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Imagine a young person who has never known failure. He or she could have strong leadership and social skills, perform well academically, and be a star athlete. That’s a winning combination, right? Sometimes in college or high school that star kid may be smacked in the face with disappointment. Does that young person have the skills to deal with it?
It’s painful to watch your child fail, make a mistake, or feel disappointed. Yet, there is an upside to failure and disappointment. A child or teen can
learn to manage hurt feelings and mistakes and still come out whole. In fact, a little disappointment can build confidence in the long run.
Parents can help dramatically when their child’s hopes and dreams are temporarily crushed. Sometimes a kid gets a poor grade, doesn’t make the team, or doesn’t get a good part in the play. At times it’s fair, and other times it isn’t. If an injustice has been done, help the child understand it and evaluate if it is appropriate to question it in a respectful manner. Other times, it may make more sense for the child to move on, and try the next time. You may not realize it, but you are modeling ways to deal with disappointment.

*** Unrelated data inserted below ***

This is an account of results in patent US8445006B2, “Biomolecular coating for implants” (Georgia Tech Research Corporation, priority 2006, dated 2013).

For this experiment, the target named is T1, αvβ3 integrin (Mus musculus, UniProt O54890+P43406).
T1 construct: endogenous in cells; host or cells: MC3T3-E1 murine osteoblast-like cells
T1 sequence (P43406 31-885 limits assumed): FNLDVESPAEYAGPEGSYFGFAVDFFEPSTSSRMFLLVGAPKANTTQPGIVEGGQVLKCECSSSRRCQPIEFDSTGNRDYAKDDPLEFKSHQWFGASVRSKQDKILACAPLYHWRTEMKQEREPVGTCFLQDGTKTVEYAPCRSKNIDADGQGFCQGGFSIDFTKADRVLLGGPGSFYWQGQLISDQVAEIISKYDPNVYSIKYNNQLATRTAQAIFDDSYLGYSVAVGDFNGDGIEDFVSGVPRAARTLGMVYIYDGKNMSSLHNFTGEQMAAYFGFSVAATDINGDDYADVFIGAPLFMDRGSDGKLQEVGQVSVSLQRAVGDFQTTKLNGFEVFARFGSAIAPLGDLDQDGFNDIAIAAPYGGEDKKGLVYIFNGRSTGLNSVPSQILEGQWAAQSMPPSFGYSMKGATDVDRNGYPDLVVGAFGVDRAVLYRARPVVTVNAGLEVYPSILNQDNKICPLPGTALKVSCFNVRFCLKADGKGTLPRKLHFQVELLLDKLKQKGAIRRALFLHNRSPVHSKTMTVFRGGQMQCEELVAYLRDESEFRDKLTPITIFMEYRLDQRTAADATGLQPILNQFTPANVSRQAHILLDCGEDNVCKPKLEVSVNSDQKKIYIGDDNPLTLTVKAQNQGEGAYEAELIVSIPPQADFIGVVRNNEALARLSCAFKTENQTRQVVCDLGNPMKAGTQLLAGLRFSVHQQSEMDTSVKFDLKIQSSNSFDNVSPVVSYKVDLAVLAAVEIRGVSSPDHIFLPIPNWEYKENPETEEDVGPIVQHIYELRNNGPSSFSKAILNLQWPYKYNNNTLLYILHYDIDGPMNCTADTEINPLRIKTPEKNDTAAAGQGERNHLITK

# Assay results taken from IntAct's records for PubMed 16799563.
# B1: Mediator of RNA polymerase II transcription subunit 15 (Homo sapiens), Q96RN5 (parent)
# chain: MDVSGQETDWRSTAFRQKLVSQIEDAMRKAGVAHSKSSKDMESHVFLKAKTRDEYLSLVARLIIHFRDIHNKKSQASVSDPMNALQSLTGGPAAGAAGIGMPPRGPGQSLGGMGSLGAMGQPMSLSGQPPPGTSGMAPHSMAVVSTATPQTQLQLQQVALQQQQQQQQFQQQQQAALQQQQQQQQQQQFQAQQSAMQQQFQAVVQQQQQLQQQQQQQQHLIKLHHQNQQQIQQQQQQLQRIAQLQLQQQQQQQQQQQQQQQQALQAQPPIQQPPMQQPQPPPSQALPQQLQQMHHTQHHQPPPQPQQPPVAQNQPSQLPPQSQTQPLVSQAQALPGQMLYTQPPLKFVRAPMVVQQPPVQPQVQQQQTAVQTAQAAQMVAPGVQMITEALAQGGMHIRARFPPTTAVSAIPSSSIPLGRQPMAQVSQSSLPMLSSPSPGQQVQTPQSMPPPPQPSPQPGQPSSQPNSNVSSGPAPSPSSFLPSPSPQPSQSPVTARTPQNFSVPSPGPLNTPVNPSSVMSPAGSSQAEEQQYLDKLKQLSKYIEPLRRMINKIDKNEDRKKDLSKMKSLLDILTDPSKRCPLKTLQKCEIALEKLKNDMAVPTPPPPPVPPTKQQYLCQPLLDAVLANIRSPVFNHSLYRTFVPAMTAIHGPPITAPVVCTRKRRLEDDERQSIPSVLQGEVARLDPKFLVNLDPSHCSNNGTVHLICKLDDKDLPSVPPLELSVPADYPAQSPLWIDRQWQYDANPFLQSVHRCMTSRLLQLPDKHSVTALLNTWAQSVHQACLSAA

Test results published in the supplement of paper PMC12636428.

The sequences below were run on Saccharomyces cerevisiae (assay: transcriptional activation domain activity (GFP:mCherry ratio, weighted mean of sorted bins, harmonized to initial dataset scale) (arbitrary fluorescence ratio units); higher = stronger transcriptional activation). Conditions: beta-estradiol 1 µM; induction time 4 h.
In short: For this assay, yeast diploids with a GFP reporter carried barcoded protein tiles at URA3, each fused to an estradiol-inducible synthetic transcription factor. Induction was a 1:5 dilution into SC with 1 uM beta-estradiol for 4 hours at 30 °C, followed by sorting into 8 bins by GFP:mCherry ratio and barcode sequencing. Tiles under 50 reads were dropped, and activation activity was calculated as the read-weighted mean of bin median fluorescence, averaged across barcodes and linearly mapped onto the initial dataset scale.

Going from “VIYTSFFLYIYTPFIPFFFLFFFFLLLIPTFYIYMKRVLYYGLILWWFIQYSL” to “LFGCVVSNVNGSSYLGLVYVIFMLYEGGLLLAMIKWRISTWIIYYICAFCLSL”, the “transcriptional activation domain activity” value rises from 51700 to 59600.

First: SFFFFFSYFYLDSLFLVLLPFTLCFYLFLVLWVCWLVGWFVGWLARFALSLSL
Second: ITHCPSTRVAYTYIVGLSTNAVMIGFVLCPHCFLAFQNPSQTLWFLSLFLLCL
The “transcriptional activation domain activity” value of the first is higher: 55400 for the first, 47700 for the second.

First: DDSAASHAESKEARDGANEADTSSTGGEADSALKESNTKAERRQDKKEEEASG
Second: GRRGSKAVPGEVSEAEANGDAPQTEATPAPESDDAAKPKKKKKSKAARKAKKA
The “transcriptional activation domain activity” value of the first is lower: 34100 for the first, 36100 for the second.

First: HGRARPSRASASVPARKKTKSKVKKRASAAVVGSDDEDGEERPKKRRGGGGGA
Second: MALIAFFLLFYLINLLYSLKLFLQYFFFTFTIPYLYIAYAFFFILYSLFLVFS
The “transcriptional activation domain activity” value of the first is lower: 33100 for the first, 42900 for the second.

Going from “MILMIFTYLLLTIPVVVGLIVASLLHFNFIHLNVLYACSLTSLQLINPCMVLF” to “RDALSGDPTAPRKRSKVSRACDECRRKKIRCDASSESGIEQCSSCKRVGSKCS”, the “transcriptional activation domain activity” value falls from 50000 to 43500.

Actually, handling criticism, mistakes, and failure are all crucial self-esteem skills. Young people need these skills when you are not there to help them pick up the pieces. Some experience with self-esteem setbacks is a necessary prerequisite for managing the emotional complexities of high school and college, when disappointment and revision of one’s goals is commonplace. The next time you listen patiently, help your child see his or her role in a difficult situation, and don’t rush to fix the problem. Remember you are teaching a much more valuable skill.
Other articles about self-esteem which also may be of interest are:
Learning from Mistakes Builds Confidence;
High School Students and Stress: Emotional First-Aid Tools Can Help